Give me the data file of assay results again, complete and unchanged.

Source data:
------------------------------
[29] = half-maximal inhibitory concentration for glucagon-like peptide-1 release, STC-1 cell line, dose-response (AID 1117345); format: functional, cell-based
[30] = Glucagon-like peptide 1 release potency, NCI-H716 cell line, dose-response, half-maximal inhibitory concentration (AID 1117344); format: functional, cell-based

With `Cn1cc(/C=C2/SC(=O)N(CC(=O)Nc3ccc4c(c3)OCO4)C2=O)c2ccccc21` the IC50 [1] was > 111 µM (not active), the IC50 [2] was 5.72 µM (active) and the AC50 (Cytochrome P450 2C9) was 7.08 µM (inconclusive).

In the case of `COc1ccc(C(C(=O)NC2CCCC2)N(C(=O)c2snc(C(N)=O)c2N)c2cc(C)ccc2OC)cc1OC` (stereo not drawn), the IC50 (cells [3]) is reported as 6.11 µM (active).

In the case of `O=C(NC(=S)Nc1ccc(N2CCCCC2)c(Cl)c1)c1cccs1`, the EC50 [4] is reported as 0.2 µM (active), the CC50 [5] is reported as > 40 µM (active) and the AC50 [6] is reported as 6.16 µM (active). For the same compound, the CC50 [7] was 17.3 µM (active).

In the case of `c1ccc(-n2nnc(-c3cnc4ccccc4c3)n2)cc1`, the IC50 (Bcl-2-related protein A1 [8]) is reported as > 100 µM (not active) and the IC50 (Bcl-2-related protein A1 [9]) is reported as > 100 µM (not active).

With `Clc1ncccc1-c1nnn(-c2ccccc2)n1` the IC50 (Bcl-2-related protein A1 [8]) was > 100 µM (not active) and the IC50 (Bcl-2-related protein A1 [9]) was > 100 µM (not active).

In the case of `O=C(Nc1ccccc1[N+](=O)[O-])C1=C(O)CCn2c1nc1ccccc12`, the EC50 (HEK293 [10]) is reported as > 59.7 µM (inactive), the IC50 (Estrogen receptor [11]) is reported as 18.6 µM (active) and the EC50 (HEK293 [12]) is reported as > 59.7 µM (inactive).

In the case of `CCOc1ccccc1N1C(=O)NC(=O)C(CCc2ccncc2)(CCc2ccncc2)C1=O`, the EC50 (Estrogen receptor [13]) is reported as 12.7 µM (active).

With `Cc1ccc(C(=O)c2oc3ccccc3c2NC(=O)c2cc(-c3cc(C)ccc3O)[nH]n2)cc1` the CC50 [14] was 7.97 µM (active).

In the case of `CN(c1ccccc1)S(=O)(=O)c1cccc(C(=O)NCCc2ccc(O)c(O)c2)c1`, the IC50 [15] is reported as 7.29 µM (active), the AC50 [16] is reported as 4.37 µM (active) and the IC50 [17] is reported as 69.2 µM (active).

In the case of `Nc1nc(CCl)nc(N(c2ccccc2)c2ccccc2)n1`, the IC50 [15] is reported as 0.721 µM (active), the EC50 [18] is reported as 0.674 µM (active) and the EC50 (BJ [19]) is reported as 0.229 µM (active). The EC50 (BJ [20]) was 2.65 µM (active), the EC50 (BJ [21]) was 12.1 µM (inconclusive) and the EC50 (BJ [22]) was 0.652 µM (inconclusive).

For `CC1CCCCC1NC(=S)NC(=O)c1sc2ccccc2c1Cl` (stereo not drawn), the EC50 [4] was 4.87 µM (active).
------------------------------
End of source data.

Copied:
[29] = half-maximal inhibitory concentration for glucagon-like peptide-1 release, STC-1 cell line, dose-response (AID 1117345); format: functional, cell-based
[30] = Glucagon-like peptide 1 release potency, NCI-H716 cell line, dose-response, half-maximal inhibitory concentration (AID 1117344); format: functional, cell-based

With `Cn1cc(/C=C2/SC(=O)N(CC(=O)Nc3ccc4c(c3)OCO4)C2=O)c2ccccc21` the IC50 [1] was > 111 µM (not active), the IC50 [2] was 5.72 µM (active) and the AC50 (Cytochrome P450 2C9) was 7.08 µM (inconclusive).

In the case of `COc1ccc(C(C(=O)NC2CCCC2)N(C(=O)c2snc(C(N)=O)c2N)c2cc(C)ccc2OC)cc1OC` (stereo not drawn), the IC50 (cells [3]) is reported as 6.11 µM (active).

In the case of `O=C(NC(=S)Nc1ccc(N2CCCCC2)c(Cl)c1)c1cccs1`, the EC50 [4] is reported as 0.2 µM (active), the CC50 [5] is reported as > 40 µM (active) and the AC50 [6] is reported as 6.16 µM (active). For the same compound, the CC50 [7] was 17.3 µM (active).

In the case of `c1ccc(-n2nnc(-c3cnc4ccccc4c3)n2)cc1`, the IC50 (Bcl-2-related protein A1 [8]) is reported as > 100 µM (not active) and the IC50 (Bcl-2-related protein A1 [9]) is reported as > 100 µM (not active).

With `Clc1ncccc1-c1nnn(-c2ccccc2)n1` the IC50 (Bcl-2-related protein A1 [8]) was > 100 µM (not active) and the IC50 (Bcl-2-related protein A1 [9]) was > 100 µM (not active).

In the case of `O=C(Nc1ccccc1[N+](=O)[O-])C1=C(O)CCn2c1nc1ccccc12`, the EC50 (HEK293 [10]) is reported as > 59.7 µM (inactive), the IC50 (Estrogen receptor [11]) is reported as 18.6 µM (active) and the EC50 (HEK293 [12]) is reported as > 59.7 µM (inactive).

In the case of `CCOc1ccccc1N1C(=O)NC(=O)C(CCc2ccncc2)(CCc2ccncc2)C1=O`, the EC50 (Estrogen receptor [13]) is reported as 12.7 µM (active).

With `Cc1ccc(C(=O)c2oc3ccccc3c2NC(=O)c2cc(-c3cc(C)ccc3O)[nH]n2)cc1` the CC50 [14] was 7.97 µM (active).

In the case of `CN(c1ccccc1)S(=O)(=O)c1cccc(C(=O)NCCc2ccc(O)c(O)c2)c1`, the IC50 [15] is reported as 7.29 µM (active), the AC50 [16] is reported as 4.37 µM (active) and the IC50 [17] is reported as 69.2 µM (active).

In the case of `Nc1nc(CCl)nc(N(c2ccccc2)c2ccccc2)n1`, the IC50 [15] is reported as 0.721 µM (active), the EC50 [18] is reported as 0.674 µM (active) and the EC50 (BJ [19]) is reported as 0.229 µM (active). The EC50 (BJ [20]) was 2.65 µM (active), the EC50 (BJ [21]) was 12.1 µM (inconclusive) and the EC50 (BJ [22]) was 0.652 µM (inconclusive).

For `CC1CCCCC1NC(=S)NC(=O)c1sc2ccccc2c1Cl` (stereo not drawn), the EC50 [4] was 4.87 µM (active).